After installation, you need to make the associated system service start automatically. Open Administrative Tools/Services, select "FTP Publishing Service", right click and change the startup type to "Automatic."

In Vista, you must eplicitly open the filewall for FTP access on the firewall control panel. A checkbox exists for the ftp protocol.

Enable anonymous access to FTP resources

After installing the IIS FTP server, you can enable anonymous access, which will let the controller log in with username "anonymous" and password "guest". This eliminates the need to create a new user account.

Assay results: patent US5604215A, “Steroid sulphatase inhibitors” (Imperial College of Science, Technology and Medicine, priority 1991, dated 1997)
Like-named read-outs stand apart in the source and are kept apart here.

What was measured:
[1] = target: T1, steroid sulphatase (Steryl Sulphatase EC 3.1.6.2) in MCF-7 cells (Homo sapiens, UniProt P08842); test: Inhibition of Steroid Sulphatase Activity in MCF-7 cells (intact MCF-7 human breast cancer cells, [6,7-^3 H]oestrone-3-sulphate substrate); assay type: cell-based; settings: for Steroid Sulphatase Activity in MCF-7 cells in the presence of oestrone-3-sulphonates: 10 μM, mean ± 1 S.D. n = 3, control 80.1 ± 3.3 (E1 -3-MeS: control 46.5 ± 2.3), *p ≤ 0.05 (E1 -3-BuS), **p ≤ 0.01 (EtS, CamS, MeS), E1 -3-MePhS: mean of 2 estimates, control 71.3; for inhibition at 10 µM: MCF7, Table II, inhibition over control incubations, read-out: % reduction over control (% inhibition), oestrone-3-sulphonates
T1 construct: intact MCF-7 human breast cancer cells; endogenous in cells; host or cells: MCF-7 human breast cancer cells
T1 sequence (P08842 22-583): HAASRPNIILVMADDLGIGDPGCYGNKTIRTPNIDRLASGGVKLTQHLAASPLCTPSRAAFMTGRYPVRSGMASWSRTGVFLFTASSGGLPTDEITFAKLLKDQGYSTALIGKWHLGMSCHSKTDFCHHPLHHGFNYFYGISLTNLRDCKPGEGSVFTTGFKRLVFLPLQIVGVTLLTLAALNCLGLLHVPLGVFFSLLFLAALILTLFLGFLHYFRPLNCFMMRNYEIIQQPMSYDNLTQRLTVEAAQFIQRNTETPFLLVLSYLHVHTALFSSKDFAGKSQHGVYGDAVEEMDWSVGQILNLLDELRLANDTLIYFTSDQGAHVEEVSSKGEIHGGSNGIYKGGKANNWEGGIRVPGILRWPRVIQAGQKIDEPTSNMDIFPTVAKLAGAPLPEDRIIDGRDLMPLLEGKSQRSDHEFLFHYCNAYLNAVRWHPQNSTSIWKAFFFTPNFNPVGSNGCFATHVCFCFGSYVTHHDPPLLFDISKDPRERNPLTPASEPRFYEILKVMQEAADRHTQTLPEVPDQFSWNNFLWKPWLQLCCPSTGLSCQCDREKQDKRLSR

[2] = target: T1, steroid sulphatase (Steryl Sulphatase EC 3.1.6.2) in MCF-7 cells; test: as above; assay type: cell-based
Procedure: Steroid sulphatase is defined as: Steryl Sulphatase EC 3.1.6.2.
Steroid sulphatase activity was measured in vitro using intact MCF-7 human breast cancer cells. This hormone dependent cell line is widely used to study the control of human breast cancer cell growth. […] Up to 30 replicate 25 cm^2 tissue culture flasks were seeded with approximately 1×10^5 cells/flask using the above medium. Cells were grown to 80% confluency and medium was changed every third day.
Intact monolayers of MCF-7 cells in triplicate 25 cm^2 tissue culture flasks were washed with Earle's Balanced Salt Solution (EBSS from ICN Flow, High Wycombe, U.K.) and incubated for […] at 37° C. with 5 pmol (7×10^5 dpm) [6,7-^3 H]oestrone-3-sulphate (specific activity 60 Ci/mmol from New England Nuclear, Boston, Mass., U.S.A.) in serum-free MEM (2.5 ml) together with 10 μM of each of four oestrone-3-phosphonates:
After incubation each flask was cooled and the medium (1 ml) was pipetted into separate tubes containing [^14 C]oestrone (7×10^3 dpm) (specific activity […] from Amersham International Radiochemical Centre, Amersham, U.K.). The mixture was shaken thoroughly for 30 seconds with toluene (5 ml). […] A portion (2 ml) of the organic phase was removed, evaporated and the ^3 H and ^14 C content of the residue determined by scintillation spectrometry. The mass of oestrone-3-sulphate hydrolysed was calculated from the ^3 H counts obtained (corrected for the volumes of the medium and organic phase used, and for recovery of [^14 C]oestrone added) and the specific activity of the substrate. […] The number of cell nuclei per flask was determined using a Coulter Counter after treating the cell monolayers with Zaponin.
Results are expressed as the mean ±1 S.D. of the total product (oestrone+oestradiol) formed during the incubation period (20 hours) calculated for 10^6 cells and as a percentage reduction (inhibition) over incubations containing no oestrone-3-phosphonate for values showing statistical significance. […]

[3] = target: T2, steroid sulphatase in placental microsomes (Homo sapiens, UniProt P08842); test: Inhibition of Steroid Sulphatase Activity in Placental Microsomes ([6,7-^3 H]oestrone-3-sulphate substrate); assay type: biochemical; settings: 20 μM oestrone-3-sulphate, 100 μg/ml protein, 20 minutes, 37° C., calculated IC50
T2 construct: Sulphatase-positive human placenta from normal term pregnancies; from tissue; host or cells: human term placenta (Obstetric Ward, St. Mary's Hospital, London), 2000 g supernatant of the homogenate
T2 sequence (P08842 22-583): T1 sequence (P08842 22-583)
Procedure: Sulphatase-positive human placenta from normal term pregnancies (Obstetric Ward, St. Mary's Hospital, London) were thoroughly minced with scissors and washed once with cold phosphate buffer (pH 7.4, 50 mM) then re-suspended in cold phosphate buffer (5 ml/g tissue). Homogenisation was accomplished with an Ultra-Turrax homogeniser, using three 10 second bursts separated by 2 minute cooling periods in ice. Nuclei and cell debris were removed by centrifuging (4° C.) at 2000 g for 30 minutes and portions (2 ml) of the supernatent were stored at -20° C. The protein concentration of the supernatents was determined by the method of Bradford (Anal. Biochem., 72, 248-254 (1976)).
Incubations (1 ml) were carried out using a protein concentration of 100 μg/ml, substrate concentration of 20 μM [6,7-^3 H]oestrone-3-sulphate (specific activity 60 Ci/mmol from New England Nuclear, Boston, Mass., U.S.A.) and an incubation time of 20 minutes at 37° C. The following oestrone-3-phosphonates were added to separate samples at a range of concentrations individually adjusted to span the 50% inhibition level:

To do this, select the "Security Accounts" tab on the IIS FTP server panel and check "Allow anonymous connections." You may also want to disable write access using the same panel. After this change, remote users can log in with the username "anonymous". The password can be any string. Remote users will only be able to see the FTP directory you designate.

This has nothing to do with the Windows Guest account, which you may choose to leave disabled.

Specify alternative FTP home directories

If you keep your projects in your home folder, you will notice that you can't browse to this location when setting the FTP server home directory.

For example, for a user named "Goop" the directory c:\Users\Goop exists, but you can't see it using Explorer.

To fix this problem, open the command window in the C:\Users directory and type this command:

	attrib -s -h Goop 

Now you can configure the ftp server to use directories inside projects you keep in your home directory.